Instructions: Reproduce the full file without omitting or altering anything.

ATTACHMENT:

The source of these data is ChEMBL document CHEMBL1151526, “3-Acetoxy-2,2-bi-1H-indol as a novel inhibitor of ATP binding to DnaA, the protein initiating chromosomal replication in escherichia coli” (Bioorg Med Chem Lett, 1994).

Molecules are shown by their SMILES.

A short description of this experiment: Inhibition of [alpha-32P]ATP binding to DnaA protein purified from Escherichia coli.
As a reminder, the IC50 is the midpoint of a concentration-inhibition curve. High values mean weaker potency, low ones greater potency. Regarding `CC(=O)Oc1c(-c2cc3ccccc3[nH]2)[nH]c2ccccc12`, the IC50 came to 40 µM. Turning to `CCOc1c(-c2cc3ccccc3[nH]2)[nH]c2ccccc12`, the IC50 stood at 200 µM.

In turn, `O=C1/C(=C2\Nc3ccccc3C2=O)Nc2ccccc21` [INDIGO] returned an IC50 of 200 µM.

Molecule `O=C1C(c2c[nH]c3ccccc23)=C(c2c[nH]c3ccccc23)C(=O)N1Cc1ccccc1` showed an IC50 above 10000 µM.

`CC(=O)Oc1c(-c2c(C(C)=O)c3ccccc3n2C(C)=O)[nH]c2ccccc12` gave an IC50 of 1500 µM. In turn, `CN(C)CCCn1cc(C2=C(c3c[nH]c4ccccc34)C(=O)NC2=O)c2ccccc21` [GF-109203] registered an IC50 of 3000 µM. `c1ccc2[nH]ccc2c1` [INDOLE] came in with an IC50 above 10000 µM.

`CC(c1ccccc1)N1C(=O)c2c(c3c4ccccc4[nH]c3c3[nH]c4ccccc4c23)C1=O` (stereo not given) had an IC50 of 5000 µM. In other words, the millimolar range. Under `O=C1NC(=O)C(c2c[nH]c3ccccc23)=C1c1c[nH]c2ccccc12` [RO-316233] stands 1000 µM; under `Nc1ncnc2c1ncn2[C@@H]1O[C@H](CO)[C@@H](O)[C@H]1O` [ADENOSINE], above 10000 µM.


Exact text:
The source of these data is ChEMBL document CHEMBL1151526, “3-Acetoxy-2,2-bi-1H-indol as a novel inhibitor of ATP binding to DnaA, the protein initiating chromosomal replication in escherichia coli” (Bioorg Med Chem Lett, 1994).

Molecules are shown by their SMILES.

A short description of this experiment: Inhibition of [alpha-32P]ATP binding to DnaA protein purified from Escherichia coli.
As a reminder, the IC50 is the midpoint of a concentration-inhibition curve. High values mean weaker potency, low ones greater potency. Regarding `CC(=O)Oc1c(-c2cc3ccccc3[nH]2)[nH]c2ccccc12`, the IC50 came to 40 µM. Turning to `CCOc1c(-c2cc3ccccc3[nH]2)[nH]c2ccccc12`, the IC50 stood at 200 µM.

In turn, `O=C1/C(=C2\Nc3ccccc3C2=O)Nc2ccccc21` [INDIGO] returned an IC50 of 200 µM.

Molecule `O=C1C(c2c[nH]c3ccccc23)=C(c2c[nH]c3ccccc23)C(=O)N1Cc1ccccc1` showed an IC50 above 10000 µM.

`CC(=O)Oc1c(-c2c(C(C)=O)c3ccccc3n2C(C)=O)[nH]c2ccccc12` gave an IC50 of 1500 µM. In turn, `CN(C)CCCn1cc(C2=C(c3c[nH]c4ccccc34)C(=O)NC2=O)c2ccccc21` [GF-109203] registered an IC50 of 3000 µM. `c1ccc2[nH]ccc2c1` [INDOLE] came in with an IC50 above 10000 µM.

`CC(c1ccccc1)N1C(=O)c2c(c3c4ccccc4[nH]c3c3[nH]c4ccccc4c23)C1=O` (stereo not given) had an IC50 of 5000 µM. In other words, the millimolar range. Under `O=C1NC(=O)C(c2c[nH]c3ccccc23)=C1c1c[nH]c2ccccc12` [RO-316233] stands 1000 µM; under `Nc1ncnc2c1ncn2[C@@H]1O[C@H](CO)[C@@H](O)[C@H]1O` [ADENOSINE], above 10000 µM.